LOS ANGELES, CA — September 26 is the 9th anniversary of the Safer Cities Initiative (S.C.I). This “initiative,” under the guise of “fighting crime,” has increased the number of police in the Skid Row section of downtown Los Angeles with its 12,000 residents, to create the most heavily policed area in the world, higher than Baghdad, Iraq.
In its first year, the Los Angeles Police Department (LAPD) issued 12,000 citations, primarily signal (“walk”/”don’t walk”). The LAPD also made 750 arrests each month, mostly for drug violations, many resulting in plea bargaining and leaving the violator with a criminal record, thus ineligible for drug treatment or even food stamps.
In the Skid Row community of Los Angeles, “Walking too fast, walking too slow, eating and standing have all been criminalized.” (Clyde Woods, Traps, Skid Row and Katrina)
This stepped up police presence in Skid Row is the only answer the state has to the plight of a new class of poverty-stricken, formerly productive workers. These residents are not so much castoffs of the old society, but a new class created by robotics and the crumbs from McJobs. According to the Los Angeles Times, county-wide, the number of people sleeping in outdoor encampments or vehicles jumped 85% in the past two years.
Deindustrialization and new automated technologies in Los Angeles, of auto, rubber and shipbuilding, have created extremely powerful groups of real estate and financial speculators who are promoting a militarized police department through the Safer Cities Initiative to protect private property.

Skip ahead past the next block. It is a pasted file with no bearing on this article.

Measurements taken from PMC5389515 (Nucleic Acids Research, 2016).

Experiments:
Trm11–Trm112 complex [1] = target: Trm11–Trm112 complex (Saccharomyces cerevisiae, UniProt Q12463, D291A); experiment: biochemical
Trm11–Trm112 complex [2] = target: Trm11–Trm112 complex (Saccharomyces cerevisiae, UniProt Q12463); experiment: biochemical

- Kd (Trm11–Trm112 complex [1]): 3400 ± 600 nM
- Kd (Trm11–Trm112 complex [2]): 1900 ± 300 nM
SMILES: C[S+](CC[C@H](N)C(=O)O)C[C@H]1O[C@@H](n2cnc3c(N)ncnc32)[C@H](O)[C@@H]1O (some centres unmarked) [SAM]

LACAN, a civil rights organization located in Skid Row, demands the LAPD immediately: 1. Stop the tickets. 2. Downsize the # of police. 3. Use “Smart Teams” (mental health professionals) for response to possible violation by persons with mental illness.
S.C.I. “legally annihilates the very spaces the homeless must rely on for everyday life in the post-welfare world” (Don Mitchell, Homelessness, American Style). S.C.I. has also been used in other parts of Los Angeles such as Venice and Hollywood.
The city’s budget for homelessness is $100 million with $87 million of this money going to the police. With each economic downturn in Los Angeles, the response to homelessness and poverty becomes more militarized, with the LAPD’s tanks, sound canons and violence increasingly used on every protest and independent action.
Thinly veiled “democracy for the rich” has become violent police rule for the poor. With every small improvement in the economy, “progressive” Democratic politicians such as Mayor Eric Garcetti, promise to adjust the harmful aspects of S.C.I. but not to abolish it. The “improvements” are cosmetic, inconsequential or never followed up on. Just last week Garcetti informed civil rights activists that he would not abolish the S.C.I.
On skid row, with the greatest number of police per square mile of any community in the city, SCI has been ineffectual in its supposed purpose of “fighting crime.” Across Los Angeles a nascent movement is recognizing the battle lines for a city where the hungry are fed, the homeless are housed and young people are taught.